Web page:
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Trust is what supports freedom and responsibility at Diablo Valley School.

Anthony Burik has been a staff member at Diablo Valley School. This article was published in the Winter 2006 issue of our newsletter.

The Interplay of Freedom, Responsibility, and Trust

by Anthony Burik

A Sudbury school like Diablo Valley School is a challenging place for a child of any age because she or he has to strike the balance between freedom and responsibility by her or himself on a daily basis. Each student is expected to be in charge of her or his time and daily agenda whether she or he is eight or eighteen — that is the freedom part. At the same time, each child is expected to be responsible for her or his behavior while in attendance at the school. For many students, however, taking advantage of freedom at the school is far easier than exhibiting responsibility that protects the freedom everyone enjoys.

Invariably, conflicts arise between students and other members of the community who are trying to do the things that they are interested in doing while at school. Some people interfere with other people’s activities. Some people say some less than kind things to other people. Some people tease or taunt others. The challenge for all is learning how to deal with and resolve the conflicts that come up in daily life at the school. It is no different than dealing with the trials that life presents us with on a daily basis.

Parents often hear about the problems that their children are having with other members of the community, and this is what makes the school a challenging place for parents as well. Students’ parents struggle with how to support their children in the school when academic, social, or emotional challenges arise for their kids. Sometimes in Sudbury schools, some adults, both parents and staff members, get too involved in children’s lives and try to solve problems for them. The danger here, however, is that an individual child’s development towards becoming a responsible member of the community will be hampered by the adult(s) stepping in to solve the child’s problem.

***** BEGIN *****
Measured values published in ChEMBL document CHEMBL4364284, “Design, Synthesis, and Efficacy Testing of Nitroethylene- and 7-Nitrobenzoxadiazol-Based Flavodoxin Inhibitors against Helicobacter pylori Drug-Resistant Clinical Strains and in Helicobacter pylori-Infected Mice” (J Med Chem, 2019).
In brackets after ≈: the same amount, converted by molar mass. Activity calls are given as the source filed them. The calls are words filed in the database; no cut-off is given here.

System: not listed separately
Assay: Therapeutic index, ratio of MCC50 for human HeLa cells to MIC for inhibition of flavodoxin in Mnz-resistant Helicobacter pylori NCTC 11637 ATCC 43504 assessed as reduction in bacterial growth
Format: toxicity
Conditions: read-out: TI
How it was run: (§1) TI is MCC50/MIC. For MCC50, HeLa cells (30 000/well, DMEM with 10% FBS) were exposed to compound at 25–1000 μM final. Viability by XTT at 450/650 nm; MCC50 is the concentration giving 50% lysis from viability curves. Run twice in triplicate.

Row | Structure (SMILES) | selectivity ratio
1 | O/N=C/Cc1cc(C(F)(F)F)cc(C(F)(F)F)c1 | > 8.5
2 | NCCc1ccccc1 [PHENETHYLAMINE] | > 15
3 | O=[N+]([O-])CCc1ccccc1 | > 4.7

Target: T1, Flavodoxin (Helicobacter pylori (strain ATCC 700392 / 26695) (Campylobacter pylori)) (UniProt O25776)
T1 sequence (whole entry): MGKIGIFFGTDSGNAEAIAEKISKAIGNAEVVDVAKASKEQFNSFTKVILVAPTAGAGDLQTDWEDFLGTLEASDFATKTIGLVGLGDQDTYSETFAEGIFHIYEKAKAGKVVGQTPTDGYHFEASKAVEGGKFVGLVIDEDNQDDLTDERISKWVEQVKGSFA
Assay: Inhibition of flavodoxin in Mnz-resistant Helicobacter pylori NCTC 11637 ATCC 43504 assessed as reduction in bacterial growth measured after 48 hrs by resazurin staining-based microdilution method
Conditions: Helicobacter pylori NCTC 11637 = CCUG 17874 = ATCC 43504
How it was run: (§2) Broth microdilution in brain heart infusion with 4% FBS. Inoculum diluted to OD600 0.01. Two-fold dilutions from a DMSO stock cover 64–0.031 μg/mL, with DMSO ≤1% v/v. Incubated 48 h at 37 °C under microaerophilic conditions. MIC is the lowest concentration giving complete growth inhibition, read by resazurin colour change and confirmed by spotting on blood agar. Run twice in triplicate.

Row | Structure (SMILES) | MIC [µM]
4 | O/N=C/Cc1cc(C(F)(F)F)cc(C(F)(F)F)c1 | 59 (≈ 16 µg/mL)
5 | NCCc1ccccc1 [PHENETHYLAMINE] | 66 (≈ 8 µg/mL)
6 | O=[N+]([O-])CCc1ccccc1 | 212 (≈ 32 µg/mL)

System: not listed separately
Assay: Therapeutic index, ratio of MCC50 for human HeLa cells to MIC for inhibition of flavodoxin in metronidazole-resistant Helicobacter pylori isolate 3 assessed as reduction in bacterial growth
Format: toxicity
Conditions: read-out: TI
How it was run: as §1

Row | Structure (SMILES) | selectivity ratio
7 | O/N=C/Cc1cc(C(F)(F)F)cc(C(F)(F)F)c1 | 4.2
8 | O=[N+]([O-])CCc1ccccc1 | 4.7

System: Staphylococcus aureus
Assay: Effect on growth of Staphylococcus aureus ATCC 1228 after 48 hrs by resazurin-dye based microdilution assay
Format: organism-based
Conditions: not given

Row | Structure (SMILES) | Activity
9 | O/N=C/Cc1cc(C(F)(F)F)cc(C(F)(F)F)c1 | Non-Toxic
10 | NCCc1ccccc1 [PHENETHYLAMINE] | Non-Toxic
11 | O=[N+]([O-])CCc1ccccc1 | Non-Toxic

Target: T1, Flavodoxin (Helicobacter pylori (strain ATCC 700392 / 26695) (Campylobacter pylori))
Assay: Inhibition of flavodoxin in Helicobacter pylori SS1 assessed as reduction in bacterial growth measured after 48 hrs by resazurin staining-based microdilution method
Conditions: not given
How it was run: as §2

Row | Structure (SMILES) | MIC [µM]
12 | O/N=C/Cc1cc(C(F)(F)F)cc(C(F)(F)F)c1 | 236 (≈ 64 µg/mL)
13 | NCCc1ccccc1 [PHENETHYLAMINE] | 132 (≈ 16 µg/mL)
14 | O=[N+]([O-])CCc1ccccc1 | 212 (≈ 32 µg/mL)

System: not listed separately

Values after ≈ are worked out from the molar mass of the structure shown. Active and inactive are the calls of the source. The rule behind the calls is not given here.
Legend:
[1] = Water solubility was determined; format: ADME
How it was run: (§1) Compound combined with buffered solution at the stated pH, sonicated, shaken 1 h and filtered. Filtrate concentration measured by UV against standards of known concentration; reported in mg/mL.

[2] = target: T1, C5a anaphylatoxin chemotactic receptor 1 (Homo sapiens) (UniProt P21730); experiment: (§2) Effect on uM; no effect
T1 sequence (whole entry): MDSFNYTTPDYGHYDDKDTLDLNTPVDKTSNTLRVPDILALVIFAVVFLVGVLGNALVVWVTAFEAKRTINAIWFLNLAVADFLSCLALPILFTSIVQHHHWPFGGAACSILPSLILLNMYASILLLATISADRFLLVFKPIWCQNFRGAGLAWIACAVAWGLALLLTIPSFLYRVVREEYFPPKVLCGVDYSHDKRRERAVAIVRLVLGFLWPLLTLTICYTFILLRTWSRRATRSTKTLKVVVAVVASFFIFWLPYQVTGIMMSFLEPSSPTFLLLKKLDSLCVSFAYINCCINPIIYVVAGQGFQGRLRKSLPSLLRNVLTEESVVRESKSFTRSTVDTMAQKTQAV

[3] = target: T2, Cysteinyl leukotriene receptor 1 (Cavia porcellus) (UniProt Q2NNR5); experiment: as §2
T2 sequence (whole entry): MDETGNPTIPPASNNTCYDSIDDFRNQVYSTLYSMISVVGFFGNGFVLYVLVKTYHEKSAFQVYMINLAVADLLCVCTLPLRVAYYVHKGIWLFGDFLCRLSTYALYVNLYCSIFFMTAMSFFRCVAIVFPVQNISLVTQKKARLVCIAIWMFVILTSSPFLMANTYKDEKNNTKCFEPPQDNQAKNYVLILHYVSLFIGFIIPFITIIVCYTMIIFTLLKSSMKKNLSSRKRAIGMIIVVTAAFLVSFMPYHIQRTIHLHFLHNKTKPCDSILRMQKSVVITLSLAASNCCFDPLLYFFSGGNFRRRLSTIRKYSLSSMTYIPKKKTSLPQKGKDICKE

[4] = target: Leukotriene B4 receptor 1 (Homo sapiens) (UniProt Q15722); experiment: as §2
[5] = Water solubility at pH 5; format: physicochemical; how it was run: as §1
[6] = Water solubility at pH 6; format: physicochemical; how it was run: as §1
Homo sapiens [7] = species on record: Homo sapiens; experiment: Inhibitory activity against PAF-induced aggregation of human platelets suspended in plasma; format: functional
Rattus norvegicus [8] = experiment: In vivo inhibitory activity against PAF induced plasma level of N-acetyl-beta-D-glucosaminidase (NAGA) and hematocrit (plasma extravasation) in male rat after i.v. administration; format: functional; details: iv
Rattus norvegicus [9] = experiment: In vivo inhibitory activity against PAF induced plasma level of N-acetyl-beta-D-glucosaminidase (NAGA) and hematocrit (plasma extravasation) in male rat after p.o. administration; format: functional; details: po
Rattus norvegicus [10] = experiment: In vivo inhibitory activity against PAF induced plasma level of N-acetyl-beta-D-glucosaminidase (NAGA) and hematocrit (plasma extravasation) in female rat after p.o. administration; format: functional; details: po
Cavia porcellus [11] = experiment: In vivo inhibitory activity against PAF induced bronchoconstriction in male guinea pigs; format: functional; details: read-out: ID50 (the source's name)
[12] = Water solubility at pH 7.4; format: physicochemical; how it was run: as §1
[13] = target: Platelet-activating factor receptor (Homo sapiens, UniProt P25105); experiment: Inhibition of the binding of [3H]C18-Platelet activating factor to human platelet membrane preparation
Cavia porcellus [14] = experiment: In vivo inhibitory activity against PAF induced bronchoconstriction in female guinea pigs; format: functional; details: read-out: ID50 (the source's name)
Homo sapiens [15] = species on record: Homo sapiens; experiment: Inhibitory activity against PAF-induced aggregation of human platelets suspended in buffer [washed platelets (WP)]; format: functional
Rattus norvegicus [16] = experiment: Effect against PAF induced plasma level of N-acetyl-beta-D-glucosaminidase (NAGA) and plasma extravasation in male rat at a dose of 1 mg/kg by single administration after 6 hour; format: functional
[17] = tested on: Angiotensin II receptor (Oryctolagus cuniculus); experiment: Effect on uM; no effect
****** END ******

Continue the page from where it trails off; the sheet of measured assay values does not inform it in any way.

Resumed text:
Trust is what supports freedom and responsibility at Diablo Valley School. If people in the community do not trust that the students are going to utilize the freedom they have in a responsible manner or give the kids a chance to be responsible when problems arise, then the structure at the school is endangered. When times get tough, the adults (parents and staff members) need to show the children that they trust the students to try to solve the problems within the school community. Ideally, perhaps, the adults should know about what is happening in a kid’s life, support the child as much as possible, maybe offer the child some advice, but ultimately step back and let the child find her or his own way.

A DVS parent told me about the difficulties their child encountered in their first year at the school. The child was having so much trouble to the point of not even finishing the first year and leaving the school. What the parent realized was that at home, the parent needed to be open to their child sharing information about life at the school, and actively listen to their child and hear about the challenges, and even the pain the child faced at the school. The parent also figured out that the parent always has to take the child’s side (at home) and support them unconditionally.

However, at that critical juncture of discussion and action, the parent also determined that it is the child that needs to step up and work to solve the problem for her- or himself. Children have to work through the difficulties they face, because when the adults get in the middle of solving the problem, it hinders the development of the children involved. Parents never want to see their loved ones in pain, but parents and other adults cannot fix everything for their children. Kids need to learn how to advocate for themselves and not have their parents or other adults do it for them. The adults need to step back and trust in the process of the children learning to take care of themselves and deal with the challenges that come their way.

In the end, what children and all human beings need is both a protected, nurturing environment where people are accepted and loved, but also a challenging environment as well that pushes human beings to grow and gain wisdom and fulfillment. It definitely takes some practice for children and adults to get the balance right, but when it happens, everyone succeeds.